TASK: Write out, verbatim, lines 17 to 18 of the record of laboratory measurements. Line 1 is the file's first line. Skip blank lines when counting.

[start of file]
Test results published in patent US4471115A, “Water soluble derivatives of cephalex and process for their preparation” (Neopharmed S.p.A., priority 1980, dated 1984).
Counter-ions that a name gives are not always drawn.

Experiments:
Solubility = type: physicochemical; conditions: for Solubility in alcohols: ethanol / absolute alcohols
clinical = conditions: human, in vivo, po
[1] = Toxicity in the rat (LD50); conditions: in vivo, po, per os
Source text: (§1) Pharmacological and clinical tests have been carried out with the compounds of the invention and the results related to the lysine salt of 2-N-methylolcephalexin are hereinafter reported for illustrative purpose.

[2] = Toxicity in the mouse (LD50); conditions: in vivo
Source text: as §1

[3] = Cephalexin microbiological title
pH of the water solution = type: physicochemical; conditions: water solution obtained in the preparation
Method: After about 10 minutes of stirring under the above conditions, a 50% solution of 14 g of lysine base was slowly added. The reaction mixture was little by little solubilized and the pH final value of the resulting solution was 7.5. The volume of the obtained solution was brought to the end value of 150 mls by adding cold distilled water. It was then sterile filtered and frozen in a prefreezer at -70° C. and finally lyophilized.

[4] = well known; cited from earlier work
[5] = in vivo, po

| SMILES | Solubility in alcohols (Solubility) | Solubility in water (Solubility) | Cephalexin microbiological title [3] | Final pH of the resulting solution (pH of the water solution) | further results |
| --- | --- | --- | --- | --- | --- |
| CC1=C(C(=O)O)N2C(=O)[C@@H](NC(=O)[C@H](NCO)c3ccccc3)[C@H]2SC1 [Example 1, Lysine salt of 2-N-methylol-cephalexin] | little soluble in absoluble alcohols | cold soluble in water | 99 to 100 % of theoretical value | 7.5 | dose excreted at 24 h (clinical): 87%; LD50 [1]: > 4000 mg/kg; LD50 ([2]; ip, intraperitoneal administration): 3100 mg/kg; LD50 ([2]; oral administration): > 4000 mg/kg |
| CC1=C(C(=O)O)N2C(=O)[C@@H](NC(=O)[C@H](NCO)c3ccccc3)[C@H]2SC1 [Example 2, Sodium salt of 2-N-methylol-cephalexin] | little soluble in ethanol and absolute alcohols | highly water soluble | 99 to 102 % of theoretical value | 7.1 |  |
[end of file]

| CC1=C(C(=O)O)N2C(=O)[C@@H](NC(=O)[C@H](NCO)c3ccccc3)[C@H]2SC1 [Example 1, Lysine salt of 2-N-methylol-cephalexin] | little soluble in absoluble alcohols | cold soluble in water | 99 to 100 % of theoretical value | 7.5 | dose excreted at 24 h (clinical): 87%; LD50 [1]: > 4000 mg/kg; LD50 ([2]; ip, intraperitoneal administration): 3100 mg/kg; LD50 ([2]; oral administration): > 4000 mg/kg |
| CC1=C(C(=O)O)N2C(=O)[C@@H](NC(=O)[C@H](NCO)c3ccccc3)[C@H]2SC1 [Example 2, Sodium salt of 2-N-methylol-cephalexin] | little soluble in ethanol and absolute alcohols | highly water soluble | 99 to 102 % of theoretical value | 7.1 |  |